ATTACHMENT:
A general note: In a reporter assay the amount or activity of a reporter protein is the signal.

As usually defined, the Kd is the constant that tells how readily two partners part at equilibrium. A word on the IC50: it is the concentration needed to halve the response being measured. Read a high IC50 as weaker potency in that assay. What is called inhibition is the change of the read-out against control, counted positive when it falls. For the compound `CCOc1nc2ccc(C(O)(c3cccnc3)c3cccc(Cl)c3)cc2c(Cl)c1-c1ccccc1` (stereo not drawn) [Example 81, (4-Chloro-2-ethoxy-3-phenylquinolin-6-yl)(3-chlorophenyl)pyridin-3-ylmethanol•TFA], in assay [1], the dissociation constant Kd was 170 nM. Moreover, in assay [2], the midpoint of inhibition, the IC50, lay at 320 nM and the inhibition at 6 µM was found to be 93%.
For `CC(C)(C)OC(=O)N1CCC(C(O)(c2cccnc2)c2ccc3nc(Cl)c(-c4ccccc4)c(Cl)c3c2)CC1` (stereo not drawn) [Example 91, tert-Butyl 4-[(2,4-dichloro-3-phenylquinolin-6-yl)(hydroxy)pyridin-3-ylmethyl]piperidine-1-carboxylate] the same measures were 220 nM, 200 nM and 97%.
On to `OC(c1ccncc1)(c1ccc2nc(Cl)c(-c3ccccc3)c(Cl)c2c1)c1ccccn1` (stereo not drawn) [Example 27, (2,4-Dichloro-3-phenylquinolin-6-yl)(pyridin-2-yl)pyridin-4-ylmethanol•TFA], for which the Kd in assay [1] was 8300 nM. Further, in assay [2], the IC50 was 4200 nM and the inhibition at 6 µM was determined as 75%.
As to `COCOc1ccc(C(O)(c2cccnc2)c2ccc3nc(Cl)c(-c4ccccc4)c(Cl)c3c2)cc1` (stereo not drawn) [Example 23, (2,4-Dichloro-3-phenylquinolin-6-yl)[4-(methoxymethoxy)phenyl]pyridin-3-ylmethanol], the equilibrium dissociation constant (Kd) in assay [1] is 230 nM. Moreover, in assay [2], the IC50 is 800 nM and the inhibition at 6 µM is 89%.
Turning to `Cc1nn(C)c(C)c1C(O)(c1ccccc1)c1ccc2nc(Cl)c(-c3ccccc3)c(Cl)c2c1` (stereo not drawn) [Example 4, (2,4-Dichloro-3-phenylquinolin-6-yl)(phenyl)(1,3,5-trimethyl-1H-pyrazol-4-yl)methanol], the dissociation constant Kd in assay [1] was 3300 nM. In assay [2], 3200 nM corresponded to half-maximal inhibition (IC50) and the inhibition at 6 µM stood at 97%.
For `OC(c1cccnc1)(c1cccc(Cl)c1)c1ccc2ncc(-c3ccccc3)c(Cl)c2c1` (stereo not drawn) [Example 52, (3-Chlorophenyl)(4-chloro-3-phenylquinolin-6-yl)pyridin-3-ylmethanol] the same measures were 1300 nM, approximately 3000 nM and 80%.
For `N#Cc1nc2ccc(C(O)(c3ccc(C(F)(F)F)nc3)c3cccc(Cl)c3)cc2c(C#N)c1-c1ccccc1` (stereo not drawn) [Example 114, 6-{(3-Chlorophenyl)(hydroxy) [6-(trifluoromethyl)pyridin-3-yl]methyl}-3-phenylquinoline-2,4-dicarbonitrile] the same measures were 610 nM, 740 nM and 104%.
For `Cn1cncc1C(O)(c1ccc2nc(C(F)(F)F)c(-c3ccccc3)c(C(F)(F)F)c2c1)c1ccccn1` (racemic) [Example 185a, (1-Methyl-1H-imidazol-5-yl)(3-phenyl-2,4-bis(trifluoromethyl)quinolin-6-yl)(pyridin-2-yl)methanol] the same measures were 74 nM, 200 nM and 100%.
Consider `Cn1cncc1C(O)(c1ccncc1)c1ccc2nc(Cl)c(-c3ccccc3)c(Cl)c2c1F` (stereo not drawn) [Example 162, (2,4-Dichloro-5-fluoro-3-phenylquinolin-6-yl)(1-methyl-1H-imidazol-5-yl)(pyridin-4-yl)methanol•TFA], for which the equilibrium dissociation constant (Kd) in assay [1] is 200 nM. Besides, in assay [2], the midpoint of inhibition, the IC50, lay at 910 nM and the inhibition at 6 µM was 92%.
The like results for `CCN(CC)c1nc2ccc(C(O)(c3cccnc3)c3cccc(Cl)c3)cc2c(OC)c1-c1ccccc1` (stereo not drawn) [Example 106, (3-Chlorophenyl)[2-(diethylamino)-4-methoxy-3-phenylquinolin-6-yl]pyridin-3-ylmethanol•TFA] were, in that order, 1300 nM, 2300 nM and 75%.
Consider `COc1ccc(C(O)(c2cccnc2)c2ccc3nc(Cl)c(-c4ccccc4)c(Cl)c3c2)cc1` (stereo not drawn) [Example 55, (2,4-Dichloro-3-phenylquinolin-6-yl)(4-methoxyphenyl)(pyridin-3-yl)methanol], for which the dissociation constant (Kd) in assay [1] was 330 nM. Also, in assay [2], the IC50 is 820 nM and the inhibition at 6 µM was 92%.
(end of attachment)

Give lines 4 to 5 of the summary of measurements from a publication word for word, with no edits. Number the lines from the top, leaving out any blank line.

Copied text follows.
On to `OC(c1ccncc1)(c1ccc2nc(Cl)c(-c3ccccc3)c(Cl)c2c1)c1ccccn1` (stereo not drawn) [Example 27, (2,4-Dichloro-3-phenylquinolin-6-yl)(pyridin-2-yl)pyridin-4-ylmethanol•TFA], for which the Kd in assay [1] was 8300 nM. Further, in assay [2], the IC50 was 4200 nM and the inhibition at 6 µM was determined as 75%.
As to `COCOc1ccc(C(O)(c2cccnc2)c2ccc3nc(Cl)c(-c4ccccc4)c(Cl)c3c2)cc1` (stereo not drawn) [Example 23, (2,4-Dichloro-3-phenylquinolin-6-yl)[4-(methoxymethoxy)phenyl]pyridin-3-ylmethanol], the equilibrium dissociation constant (Kd) in assay [1] is 230 nM. Moreover, in assay [2], the IC50 is 800 nM and the inhibition at 6 µM is 89%.